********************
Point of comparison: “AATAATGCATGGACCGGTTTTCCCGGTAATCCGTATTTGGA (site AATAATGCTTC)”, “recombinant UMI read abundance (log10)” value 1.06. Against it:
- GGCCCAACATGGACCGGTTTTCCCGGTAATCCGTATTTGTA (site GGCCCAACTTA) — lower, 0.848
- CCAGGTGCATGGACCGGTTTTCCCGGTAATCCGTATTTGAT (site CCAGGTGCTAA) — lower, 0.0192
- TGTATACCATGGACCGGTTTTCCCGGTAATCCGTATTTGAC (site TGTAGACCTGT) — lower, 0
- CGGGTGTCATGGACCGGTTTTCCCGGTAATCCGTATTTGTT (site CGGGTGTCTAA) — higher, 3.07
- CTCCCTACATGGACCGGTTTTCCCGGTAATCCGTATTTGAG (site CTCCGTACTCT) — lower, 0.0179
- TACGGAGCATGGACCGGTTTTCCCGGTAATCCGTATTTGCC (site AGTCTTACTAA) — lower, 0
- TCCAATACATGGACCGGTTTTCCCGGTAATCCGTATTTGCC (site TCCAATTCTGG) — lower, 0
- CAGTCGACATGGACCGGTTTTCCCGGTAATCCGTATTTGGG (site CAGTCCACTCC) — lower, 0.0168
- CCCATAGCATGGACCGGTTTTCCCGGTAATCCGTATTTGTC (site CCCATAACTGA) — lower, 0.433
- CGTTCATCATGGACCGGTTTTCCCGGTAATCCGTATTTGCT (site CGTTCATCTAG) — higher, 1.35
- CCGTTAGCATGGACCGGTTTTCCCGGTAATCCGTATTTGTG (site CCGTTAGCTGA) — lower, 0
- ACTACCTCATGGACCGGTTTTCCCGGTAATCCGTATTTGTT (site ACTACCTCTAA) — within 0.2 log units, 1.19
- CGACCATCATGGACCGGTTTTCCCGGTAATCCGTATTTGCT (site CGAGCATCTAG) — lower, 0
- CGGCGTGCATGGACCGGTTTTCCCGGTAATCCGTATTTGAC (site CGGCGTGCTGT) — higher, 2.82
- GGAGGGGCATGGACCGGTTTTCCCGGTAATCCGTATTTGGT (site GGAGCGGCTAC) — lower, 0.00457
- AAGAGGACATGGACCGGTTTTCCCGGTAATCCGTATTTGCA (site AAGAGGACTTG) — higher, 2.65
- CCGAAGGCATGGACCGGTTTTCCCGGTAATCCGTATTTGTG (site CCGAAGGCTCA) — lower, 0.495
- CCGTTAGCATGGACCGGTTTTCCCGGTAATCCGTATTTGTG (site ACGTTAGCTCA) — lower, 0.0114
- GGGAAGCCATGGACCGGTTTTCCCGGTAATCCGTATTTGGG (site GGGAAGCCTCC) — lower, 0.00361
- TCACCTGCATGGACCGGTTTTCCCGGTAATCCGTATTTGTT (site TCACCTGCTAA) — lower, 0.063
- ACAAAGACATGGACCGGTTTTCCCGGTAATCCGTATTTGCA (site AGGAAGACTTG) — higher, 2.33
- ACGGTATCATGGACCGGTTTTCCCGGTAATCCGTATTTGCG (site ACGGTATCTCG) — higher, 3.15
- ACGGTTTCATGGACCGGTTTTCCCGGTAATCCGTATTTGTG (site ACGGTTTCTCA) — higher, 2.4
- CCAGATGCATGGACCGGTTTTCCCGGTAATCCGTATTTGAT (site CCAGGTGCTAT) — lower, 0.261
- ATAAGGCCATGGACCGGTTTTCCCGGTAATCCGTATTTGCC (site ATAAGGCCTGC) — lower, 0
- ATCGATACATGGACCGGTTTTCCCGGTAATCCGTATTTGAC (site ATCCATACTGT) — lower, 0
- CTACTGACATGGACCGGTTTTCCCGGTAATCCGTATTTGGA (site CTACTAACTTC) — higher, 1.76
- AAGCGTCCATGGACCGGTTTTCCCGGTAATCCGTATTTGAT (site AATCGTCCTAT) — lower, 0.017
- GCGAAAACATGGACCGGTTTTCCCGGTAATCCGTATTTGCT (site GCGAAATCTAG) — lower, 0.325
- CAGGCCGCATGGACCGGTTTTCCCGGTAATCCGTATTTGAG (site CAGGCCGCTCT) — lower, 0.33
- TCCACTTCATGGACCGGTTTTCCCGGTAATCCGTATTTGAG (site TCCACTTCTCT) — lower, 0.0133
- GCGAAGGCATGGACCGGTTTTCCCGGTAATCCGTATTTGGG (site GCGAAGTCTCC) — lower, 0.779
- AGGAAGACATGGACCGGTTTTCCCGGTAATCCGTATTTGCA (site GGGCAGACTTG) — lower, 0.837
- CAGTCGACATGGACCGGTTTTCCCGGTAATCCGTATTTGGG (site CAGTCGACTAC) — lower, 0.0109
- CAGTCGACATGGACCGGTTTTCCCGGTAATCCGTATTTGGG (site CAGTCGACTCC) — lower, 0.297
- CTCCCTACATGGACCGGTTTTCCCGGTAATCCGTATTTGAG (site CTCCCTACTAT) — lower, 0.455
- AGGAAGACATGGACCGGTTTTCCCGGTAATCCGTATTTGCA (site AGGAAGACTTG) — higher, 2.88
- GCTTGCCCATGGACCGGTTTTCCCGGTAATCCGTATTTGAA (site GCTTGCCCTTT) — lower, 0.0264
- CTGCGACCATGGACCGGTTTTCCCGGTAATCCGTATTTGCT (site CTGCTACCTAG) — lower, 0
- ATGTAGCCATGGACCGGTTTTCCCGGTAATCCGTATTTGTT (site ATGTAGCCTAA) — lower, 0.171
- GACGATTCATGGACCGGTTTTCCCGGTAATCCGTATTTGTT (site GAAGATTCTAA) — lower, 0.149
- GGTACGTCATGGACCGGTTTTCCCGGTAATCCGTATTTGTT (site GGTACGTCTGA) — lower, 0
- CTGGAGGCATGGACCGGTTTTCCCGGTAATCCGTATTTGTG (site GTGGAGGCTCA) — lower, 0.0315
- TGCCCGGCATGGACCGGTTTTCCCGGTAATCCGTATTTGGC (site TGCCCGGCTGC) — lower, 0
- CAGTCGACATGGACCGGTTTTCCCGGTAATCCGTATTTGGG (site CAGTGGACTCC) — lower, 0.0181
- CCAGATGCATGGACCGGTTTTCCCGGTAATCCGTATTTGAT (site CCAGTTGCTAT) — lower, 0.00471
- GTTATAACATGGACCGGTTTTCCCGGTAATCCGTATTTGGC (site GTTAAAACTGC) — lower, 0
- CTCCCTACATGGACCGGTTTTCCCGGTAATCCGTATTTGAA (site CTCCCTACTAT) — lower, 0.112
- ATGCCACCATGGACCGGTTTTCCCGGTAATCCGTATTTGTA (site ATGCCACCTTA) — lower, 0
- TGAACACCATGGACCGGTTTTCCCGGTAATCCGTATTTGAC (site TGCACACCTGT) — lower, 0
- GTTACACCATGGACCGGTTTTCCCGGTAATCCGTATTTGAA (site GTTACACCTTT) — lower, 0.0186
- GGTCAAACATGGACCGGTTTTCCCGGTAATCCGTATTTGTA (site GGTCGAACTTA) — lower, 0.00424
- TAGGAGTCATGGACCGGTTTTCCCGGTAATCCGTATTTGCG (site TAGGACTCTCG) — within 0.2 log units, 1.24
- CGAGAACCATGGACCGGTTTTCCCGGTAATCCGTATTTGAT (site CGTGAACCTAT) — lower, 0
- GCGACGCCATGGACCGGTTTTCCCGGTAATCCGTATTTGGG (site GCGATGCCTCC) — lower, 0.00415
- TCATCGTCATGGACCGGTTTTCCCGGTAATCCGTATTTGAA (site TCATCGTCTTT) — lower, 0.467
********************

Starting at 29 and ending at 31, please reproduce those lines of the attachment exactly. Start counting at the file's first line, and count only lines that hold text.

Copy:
- AAGCGTCCATGGACCGGTTTTCCCGGTAATCCGTATTTGAT (site AATCGTCCTAT) — lower, 0.017
- GCGAAAACATGGACCGGTTTTCCCGGTAATCCGTATTTGCT (site GCGAAATCTAG) — lower, 0.325
- CAGGCCGCATGGACCGGTTTTCCCGGTAATCCGTATTTGAG (site CAGGCCGCTCT) — lower, 0.33